The benefits of being a mom seem pretty clear. Nurturing and cuddling babies, helping your kids master reading and life skills, the feeling of pride of watching your kids grow and thrive, those are the things that we associate as the treasures of mom life.

And you also see the costs of motherhood, the sleepless nights, the worry, the impact on your career, and, oh yes, saving up for college for those children of yours.

But there are other areas where moms find growth and challenge that aren’t discussed as much, particularly when it comes to career and health. New research is providing more insight into how motherhood impacts a woman’s physical health and career.

Motherhood tends to increase reported stress levels in women who are parenting. A study from Sweden shows a rise in self-reported stress, with levels higher today for women who are mothers than from 50 years ago. Women who have given birth are also reported as having a higher risk for obesity. A recent study from Preventative Health showed that a woman’s risk of obesity goes up by 7 percent for each child to whom she gives birth.

But the news isn’t all bad when it comes to health and being a mom. There are powerful positive effects from motherhood. Recent studies from Canada have shown that moms develop bigger brains, as the multi-faceted experience of raising kids and managing life grows cognition, learning, and spatial memory.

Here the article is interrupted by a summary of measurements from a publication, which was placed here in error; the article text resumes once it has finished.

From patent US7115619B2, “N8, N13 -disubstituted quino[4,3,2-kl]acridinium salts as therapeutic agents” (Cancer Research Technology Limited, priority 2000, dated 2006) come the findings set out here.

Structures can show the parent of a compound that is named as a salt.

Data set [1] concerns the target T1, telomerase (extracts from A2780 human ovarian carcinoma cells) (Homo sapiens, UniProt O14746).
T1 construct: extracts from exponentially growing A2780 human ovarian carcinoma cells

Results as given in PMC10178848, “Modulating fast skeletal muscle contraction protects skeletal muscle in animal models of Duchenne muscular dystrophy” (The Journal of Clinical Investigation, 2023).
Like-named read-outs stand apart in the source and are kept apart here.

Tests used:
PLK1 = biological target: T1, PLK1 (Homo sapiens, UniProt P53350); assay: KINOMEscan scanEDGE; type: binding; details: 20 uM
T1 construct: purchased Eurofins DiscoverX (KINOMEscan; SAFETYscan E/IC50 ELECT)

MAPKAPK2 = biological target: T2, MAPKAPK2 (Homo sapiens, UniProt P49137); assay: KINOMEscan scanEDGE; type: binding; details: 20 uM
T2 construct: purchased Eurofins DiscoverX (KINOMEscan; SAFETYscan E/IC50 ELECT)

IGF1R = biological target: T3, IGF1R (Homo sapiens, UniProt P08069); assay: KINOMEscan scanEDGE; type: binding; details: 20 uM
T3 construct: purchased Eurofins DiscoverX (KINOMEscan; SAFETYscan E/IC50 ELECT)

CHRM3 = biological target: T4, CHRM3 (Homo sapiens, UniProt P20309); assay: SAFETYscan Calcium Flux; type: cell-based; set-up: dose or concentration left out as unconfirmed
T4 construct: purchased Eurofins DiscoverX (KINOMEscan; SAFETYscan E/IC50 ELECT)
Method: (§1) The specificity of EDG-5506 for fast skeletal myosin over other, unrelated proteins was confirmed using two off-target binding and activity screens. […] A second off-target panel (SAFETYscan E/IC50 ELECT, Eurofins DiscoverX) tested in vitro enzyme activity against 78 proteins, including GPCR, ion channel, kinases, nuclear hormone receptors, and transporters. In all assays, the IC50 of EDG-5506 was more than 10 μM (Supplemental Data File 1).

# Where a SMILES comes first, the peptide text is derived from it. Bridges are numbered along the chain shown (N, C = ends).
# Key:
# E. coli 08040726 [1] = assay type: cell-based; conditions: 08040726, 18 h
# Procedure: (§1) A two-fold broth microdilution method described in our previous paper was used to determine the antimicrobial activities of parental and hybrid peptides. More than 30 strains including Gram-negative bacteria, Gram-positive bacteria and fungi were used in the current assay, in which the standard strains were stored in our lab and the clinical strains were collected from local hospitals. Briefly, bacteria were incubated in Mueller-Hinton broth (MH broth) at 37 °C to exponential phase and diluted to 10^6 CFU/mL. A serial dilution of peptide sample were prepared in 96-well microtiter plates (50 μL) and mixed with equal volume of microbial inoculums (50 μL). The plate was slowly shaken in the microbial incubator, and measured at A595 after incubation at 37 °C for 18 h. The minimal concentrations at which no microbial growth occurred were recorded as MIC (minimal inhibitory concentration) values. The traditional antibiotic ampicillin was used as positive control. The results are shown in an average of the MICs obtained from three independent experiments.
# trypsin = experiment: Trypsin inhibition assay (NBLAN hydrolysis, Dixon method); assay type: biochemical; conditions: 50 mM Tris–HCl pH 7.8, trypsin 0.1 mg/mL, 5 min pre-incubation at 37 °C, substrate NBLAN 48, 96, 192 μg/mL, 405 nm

Motherhood lowers a woman’s overall risk for breast cancer and for cardiovascular disease. And believe it or not, even after all those sleepless nights, women who are moms live longer than their non-parenting peers. To go even further, a recent study by the Boston University School of Medicine showed that women who give birth to their last child in the years after their 33rd birthday live even longer than those who give birth to their last child by the age of 29.

Career is another area impacted by motherhood.

While there are certainly unfortunate challenges with paid leave and salary discrepancies here in the U.S., businesses benefit greatly by having women who are moms on their teams. A 2019 study showed that 89% of American workers believe that having women who are moms in leadership roles in their companies brings out the best in employees. In the workplace, women who are moms are seen by their peers as having better multitasking skills, are better listeners, and value the relationships in a company at a higher level.

While scholarly studies on the impact of motherhood on a woman’s life have been a long time in coming, research is starting to reveal a greater understanding of how parenting shapes physical and psychological effects. And much of that fresh insight is great news, predicting longer lives and positive business acumen for women who are also moms.